This week marks a new phase in the war. On the heels of an invasion campaign frustrated by logistical challenges, a robust defense of key positions, and a unified international response, a 40-mile convoy of Russian tanks is approaching the capitol of Kyiv and preparing for a reinvigorated assault. Russian forces have relentlessly shelled Ukraine’s second largest city, Kharkiv. In the immediate term, using the influx of foreign volunteers to support the defense of key urban areas may prove especially efficient. John Spencer, an expert in urban warfare, recently estimated that it usually takes five attackers to one defender to successfully execute an urban assault. Therefore, while it remains to be seen how many individuals will cross the border to fight against the Russian invasion force, the foreign recruits already on site carry the potential to produce an outsized tactical effect in defending Kyiv and other major cities. This would not be the first time that foreign combatants were used to increase chance of mission success in an urban campaign. For example, foreign fighters improved the lethality of al-Shabaab’s tactics during the 2010 Ramadan offensive in the Battle of Mogadishu. Similarly, foreign fighters played a key role in exploiting Russian vulnerabilities during the First Battle of Grozny.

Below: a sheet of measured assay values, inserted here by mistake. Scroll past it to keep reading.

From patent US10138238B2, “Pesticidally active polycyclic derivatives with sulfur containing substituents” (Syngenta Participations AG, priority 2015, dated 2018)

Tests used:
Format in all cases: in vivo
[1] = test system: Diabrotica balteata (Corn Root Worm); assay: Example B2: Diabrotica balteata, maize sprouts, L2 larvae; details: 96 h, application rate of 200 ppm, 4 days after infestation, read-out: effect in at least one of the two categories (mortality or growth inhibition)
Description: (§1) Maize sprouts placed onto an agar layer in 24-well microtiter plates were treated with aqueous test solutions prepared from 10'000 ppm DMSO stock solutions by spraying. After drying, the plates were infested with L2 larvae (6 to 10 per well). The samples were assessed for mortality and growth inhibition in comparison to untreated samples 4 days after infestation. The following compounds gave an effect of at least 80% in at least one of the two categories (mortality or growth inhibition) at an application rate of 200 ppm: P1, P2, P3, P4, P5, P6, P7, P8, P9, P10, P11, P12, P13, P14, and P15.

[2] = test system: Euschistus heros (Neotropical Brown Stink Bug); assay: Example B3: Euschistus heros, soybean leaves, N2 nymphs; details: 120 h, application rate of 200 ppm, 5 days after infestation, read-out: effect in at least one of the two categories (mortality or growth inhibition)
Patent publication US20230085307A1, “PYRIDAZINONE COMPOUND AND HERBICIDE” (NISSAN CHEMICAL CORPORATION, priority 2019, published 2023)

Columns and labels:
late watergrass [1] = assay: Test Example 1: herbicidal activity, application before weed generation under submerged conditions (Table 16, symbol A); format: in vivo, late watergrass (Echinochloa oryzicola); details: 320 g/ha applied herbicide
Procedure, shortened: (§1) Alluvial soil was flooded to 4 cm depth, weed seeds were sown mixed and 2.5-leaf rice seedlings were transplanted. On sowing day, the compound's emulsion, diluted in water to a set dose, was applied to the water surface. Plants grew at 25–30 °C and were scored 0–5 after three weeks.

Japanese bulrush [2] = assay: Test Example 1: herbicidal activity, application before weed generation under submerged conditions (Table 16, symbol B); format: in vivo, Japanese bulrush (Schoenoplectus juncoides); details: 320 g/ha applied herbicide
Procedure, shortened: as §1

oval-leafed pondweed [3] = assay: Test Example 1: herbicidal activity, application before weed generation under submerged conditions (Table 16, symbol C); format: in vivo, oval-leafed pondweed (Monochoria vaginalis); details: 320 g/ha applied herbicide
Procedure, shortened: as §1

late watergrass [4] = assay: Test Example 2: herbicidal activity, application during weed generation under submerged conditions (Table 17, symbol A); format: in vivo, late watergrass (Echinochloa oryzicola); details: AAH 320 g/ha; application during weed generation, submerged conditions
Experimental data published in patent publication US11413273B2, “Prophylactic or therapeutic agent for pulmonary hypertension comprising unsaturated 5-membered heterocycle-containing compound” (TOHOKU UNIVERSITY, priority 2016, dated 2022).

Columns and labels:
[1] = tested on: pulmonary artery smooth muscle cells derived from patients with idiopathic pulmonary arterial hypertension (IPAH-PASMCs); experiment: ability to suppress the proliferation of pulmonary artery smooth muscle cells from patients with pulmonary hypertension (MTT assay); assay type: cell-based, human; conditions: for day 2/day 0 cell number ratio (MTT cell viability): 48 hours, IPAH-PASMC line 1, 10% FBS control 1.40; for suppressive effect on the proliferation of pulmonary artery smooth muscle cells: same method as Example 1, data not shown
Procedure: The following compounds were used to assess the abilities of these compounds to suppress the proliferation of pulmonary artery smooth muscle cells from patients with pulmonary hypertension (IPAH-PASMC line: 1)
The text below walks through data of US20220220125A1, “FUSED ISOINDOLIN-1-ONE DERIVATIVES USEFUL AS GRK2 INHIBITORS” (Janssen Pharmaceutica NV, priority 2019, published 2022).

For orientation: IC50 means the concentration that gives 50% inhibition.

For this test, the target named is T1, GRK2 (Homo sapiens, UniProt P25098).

In the intermediate term, as the war wages on and more foreigners arrive, these volunteers may affect the war’s trajectory in a number of ways. Studies of foreign fighters and foreign legionnaires alike suggest their potential impact on Ukraine’s resistance is mixed. It is conditional on a number of factors, including recruits’ degree of military experience, levels of discipline, and the command structure of the host force. In general, when foreigners join insurgencies, they help reduce the likelihood of military defeat. Relatedly, foreign recruits may introduce new skills and tactics, building on current modes of warfighting. While many travelers report no prior military experience, this war is attracting notable attention from veteran communities across the world. A team of American and British special-forces veterans are reportedly in Poland, for example, preparing to cross the border to bolster Ukrainian defenses. The arrival of experienced, high-quality recruits stands to improve Ukraine’s urban-warfare tactics and their proficiency in executing complex operations.